Craig Federighi clarifies the details of Apple’s child safety check

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Apple CEO Craig Federighi says iCloud Photos intends to scan material for the sexual exploitation of children (or CSAM) includes “multiple levels of audit.” In with the interview Wall Street JournalFederighi, Apple’s vice president of software technology, provided new insights into his controversial child protection practices. This includes the claim that a device-level scan of the iPad and iPhone will help security experts ensure that Apple uses the system responsibly.

Like many companies with cloud storage services, Apple compares iCloud Photos to the National Center for Missing and Exploited Children (NCMEC) list and looks for exact matches with known CSAM images. But unlike many services, it performs searches on the device, not completely remotely. “Imagine someone scanning images in the cloud. Well, who knows what’s being scanned?” Federighi said, referring to remote scans. “In our case, the database is sent to the device. People can see, and it’s one image in all countries.”

Federighi clarified a little how this could give people confidence. Apple will not greatly expand the database to include material in addition to illegal CSAM material, especially in countries where censorship policies are restrictive.

“We deliver the same software in China with the same database we deliver in the Americas as well as in Europe. If anyone came to Apple [with a request to scan for data beyond CSAM], Apple would say no. But let’s say you’re not confident. You don’t just want to trust Apple to say no. You want to be sure Apple won’t get rid of it if we say yes, ”he said Magazine. “There are several levels of auditing, and that’s why we make sure you don’t have to rely on any unit or even any country insofar as the images are part of that process.”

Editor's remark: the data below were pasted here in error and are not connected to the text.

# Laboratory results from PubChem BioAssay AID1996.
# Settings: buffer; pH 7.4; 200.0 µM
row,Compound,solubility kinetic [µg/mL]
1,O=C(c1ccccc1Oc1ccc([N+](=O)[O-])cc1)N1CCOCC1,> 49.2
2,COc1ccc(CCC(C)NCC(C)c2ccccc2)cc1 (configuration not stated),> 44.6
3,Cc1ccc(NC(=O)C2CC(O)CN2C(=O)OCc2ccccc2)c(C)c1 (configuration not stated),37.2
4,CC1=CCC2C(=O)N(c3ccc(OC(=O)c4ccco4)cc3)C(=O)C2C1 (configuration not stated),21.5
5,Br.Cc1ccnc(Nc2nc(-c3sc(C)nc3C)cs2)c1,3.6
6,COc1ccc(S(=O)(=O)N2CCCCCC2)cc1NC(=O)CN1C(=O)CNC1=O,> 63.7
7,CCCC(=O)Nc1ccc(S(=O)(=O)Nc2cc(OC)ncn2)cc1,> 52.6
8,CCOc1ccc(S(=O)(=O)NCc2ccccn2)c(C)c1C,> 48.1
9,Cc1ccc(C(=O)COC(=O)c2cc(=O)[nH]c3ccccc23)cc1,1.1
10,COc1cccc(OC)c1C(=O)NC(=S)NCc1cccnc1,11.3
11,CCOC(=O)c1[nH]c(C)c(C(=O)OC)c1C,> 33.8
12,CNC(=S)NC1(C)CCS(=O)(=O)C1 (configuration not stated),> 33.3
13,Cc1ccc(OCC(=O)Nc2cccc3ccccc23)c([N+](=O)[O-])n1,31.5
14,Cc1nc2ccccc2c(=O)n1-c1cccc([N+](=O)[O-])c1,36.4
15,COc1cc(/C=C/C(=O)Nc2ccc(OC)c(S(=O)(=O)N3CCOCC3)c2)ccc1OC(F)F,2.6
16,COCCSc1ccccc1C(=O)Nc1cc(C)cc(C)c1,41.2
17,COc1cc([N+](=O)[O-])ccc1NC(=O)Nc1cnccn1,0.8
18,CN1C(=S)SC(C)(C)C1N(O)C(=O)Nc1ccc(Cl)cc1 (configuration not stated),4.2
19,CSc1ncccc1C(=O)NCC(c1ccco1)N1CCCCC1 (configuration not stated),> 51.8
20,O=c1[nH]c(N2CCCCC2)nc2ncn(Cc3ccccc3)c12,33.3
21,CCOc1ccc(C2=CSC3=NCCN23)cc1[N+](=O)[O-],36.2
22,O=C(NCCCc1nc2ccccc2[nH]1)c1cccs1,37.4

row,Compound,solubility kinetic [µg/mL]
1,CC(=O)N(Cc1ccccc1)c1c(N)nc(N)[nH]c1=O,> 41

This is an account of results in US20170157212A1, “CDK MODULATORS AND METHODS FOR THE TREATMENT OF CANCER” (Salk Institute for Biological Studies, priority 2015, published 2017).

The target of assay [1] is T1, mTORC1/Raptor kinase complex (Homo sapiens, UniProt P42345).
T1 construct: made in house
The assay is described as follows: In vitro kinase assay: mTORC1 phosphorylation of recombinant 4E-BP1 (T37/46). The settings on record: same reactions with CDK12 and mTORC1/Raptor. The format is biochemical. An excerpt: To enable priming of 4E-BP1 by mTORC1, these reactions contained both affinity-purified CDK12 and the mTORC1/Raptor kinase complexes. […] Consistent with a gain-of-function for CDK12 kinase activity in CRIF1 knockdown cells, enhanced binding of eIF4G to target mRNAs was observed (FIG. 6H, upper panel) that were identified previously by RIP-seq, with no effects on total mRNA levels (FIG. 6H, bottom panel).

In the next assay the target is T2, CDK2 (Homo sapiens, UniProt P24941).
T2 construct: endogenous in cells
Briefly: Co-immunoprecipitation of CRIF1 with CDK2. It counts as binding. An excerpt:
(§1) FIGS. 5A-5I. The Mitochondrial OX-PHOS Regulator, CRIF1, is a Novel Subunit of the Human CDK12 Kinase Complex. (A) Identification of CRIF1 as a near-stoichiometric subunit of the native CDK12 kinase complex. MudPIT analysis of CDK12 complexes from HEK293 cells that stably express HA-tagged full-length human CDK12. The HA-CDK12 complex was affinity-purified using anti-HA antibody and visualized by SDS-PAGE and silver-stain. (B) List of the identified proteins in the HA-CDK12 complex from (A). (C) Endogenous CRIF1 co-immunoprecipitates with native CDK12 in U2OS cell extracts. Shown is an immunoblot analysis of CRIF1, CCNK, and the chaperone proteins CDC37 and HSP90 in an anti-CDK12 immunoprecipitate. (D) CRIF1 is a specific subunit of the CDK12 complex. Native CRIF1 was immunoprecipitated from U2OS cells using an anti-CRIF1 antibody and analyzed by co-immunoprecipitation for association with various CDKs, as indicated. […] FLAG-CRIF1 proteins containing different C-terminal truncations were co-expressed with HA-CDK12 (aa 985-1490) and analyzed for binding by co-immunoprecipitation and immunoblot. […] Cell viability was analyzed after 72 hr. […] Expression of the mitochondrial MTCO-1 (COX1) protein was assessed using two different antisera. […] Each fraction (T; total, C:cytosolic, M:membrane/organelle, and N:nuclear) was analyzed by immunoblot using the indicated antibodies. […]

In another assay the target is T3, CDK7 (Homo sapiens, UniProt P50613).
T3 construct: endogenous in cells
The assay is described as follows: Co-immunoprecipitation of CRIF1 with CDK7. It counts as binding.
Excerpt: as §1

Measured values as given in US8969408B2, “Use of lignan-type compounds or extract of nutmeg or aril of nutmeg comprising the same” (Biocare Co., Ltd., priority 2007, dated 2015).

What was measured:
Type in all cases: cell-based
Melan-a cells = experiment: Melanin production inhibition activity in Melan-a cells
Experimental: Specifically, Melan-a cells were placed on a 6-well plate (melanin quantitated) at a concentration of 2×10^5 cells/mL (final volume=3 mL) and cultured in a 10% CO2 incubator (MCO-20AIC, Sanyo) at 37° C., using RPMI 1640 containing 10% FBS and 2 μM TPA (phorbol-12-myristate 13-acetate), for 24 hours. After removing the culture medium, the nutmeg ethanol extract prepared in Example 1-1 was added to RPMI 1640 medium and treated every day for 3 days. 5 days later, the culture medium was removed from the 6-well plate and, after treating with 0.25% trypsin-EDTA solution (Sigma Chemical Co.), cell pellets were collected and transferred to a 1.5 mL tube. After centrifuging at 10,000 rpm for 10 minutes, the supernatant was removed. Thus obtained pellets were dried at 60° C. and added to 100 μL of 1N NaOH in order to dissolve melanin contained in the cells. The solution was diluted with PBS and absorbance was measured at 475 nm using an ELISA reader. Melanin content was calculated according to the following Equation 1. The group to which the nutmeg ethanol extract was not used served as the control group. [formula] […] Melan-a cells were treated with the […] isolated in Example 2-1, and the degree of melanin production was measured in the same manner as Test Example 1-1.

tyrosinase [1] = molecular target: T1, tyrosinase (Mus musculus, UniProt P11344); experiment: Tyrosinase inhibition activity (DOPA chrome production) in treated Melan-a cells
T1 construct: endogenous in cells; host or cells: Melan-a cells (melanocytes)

Apple has previously said it will introduce the system only in the United States and that it will consider launching in other countries on a case-by-case basis. The company confirmed Limit that Apple will supply a well-known CSAM hash database for the operating system in all countries, but will only be used for scanning in the United States. The Magazine further clarifies that there is an independent inspector who can inspect those images.

Federighi also provided more information about when the scanning system will notify the Apple administrator of any illegal content. Apple has previously said that one match will not trigger a red flag – a measure designed to prevent false positives. Instead, the system creates “security coupons” for each match and notifies Apple if the number reaches a certain threshold. Apple has refused to disclose the exact threshold, saying this could allow abusers to circumvent detection. But Federighi says it is “a class of 30 well-known child pornography images”.

Some security experts have cautiously praised Apple’s system and recognized the importance of finding CSAM online. But many have criticized Apple’s sudden introduction and ambiguity in the functioning of the system. In his interview Magazine, Federighi admitted confusion. “It’s really clear that a lot of the messages were mixed pretty badly in terms of how things were understood,” he said.

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